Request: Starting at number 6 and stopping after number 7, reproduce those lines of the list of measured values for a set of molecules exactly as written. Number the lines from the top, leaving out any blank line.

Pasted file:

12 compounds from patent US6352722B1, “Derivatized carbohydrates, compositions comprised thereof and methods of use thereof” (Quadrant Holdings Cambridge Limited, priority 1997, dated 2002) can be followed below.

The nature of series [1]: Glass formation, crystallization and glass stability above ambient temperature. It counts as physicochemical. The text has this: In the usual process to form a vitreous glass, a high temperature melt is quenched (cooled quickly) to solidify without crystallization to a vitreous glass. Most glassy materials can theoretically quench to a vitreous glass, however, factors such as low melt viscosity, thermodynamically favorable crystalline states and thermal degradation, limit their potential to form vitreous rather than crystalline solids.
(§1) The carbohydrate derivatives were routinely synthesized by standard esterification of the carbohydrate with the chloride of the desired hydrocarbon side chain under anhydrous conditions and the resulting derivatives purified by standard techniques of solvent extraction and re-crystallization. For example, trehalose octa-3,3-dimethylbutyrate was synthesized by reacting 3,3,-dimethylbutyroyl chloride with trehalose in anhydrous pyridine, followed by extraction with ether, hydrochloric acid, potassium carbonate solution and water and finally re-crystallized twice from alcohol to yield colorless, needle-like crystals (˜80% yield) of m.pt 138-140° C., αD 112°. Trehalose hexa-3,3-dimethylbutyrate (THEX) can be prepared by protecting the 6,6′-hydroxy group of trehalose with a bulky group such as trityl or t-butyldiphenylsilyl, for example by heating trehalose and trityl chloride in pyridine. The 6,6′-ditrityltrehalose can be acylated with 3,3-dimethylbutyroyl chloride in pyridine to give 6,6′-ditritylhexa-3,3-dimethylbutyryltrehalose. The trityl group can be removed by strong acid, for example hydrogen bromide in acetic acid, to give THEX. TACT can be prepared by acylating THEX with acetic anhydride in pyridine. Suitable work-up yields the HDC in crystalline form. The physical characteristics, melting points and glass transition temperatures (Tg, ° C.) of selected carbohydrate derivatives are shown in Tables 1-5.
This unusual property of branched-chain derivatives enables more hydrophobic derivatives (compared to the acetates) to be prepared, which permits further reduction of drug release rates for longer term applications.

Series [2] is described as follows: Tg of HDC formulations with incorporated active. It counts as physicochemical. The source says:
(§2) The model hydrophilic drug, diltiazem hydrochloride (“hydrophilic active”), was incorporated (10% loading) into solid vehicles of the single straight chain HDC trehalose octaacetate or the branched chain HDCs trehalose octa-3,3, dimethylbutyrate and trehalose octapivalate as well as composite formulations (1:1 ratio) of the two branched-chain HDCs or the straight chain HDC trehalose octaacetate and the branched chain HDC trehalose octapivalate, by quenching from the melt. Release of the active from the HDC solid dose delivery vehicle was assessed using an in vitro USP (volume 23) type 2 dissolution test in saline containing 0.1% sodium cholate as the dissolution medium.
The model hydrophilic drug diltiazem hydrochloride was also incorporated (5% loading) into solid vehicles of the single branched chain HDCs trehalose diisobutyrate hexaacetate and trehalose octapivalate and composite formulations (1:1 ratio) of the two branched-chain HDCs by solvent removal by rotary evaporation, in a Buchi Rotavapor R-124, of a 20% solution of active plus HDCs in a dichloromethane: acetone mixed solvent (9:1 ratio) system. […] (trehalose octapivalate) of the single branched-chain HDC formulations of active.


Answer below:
(§2) The model hydrophilic drug, diltiazem hydrochloride (“hydrophilic active”), was incorporated (10% loading) into solid vehicles of the single straight chain HDC trehalose octaacetate or the branched chain HDCs trehalose octa-3,3, dimethylbutyrate and trehalose octapivalate as well as composite formulations (1:1 ratio) of the two branched-chain HDCs or the straight chain HDC trehalose octaacetate and the branched chain HDC trehalose octapivalate, by quenching from the melt. Release of the active from the HDC solid dose delivery vehicle was assessed using an in vitro USP (volume 23) type 2 dissolution test in saline containing 0.1% sodium cholate as the dissolution medium.
The model hydrophilic drug diltiazem hydrochloride was also incorporated (5% loading) into solid vehicles of the single branched chain HDCs trehalose diisobutyrate hexaacetate and trehalose octapivalate and composite formulations (1:1 ratio) of the two branched-chain HDCs by solvent removal by rotary evaporation, in a Buchi Rotavapor R-124, of a 20% solution of active plus HDCs in a dichloromethane: acetone mixed solvent (9:1 ratio) system. […] (trehalose octapivalate) of the single branched-chain HDC formulations of active.